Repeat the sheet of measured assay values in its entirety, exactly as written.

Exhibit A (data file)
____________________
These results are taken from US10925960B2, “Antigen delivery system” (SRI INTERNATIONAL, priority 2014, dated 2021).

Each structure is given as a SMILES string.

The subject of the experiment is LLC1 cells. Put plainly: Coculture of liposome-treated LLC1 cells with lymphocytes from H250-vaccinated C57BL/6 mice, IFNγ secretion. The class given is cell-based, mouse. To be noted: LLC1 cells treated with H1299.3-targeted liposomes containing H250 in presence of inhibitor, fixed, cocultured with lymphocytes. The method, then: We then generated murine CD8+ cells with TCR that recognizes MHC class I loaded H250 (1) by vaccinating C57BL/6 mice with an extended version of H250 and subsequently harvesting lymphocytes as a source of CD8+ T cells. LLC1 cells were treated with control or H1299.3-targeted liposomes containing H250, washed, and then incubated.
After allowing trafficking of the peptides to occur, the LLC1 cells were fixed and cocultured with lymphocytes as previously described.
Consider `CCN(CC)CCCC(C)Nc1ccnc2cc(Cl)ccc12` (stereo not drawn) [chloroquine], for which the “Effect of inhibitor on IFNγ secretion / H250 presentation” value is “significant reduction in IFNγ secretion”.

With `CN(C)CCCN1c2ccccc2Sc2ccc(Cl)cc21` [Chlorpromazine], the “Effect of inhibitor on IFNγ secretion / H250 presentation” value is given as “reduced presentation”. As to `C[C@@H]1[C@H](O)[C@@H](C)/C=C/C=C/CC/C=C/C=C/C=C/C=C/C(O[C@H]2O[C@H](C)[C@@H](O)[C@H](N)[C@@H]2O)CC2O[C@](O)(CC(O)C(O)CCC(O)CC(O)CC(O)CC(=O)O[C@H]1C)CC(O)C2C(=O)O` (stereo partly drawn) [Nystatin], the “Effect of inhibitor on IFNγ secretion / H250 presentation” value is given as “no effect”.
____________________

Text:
These results are taken from US10925960B2, “Antigen delivery system” (SRI INTERNATIONAL, priority 2014, dated 2021).

Each structure is given as a SMILES string.

The subject of the experiment is LLC1 cells. Put plainly: Coculture of liposome-treated LLC1 cells with lymphocytes from H250-vaccinated C57BL/6 mice, IFNγ secretion. The class given is cell-based, mouse. To be noted: LLC1 cells treated with H1299.3-targeted liposomes containing H250 in presence of inhibitor, fixed, cocultured with lymphocytes. The method, then: We then generated murine CD8+ cells with TCR that recognizes MHC class I loaded H250 (1) by vaccinating C57BL/6 mice with an extended version of H250 and subsequently harvesting lymphocytes as a source of CD8+ T cells. LLC1 cells were treated with control or H1299.3-targeted liposomes containing H250, washed, and then incubated.
After allowing trafficking of the peptides to occur, the LLC1 cells were fixed and cocultured with lymphocytes as previously described.
Consider `CCN(CC)CCCC(C)Nc1ccnc2cc(Cl)ccc12` (stereo not drawn) [chloroquine], for which the “Effect of inhibitor on IFNγ secretion / H250 presentation” value is “significant reduction in IFNγ secretion”.

With `CN(C)CCCN1c2ccccc2Sc2ccc(Cl)cc21` [Chlorpromazine], the “Effect of inhibitor on IFNγ secretion / H250 presentation” value is given as “reduced presentation”. As to `C[C@@H]1[C@H](O)[C@@H](C)/C=C/C=C/CC/C=C/C=C/C=C/C=C/C(O[C@H]2O[C@H](C)[C@@H](O)[C@H](N)[C@@H]2O)CC2O[C@](O)(CC(O)C(O)CCC(O)CC(O)CC(O)CC(=O)O[C@H]1C)CC(O)C2C(=O)O` (stereo partly drawn) [Nystatin], the “Effect of inhibitor on IFNγ secretion / H250 presentation” value is given as “no effect”.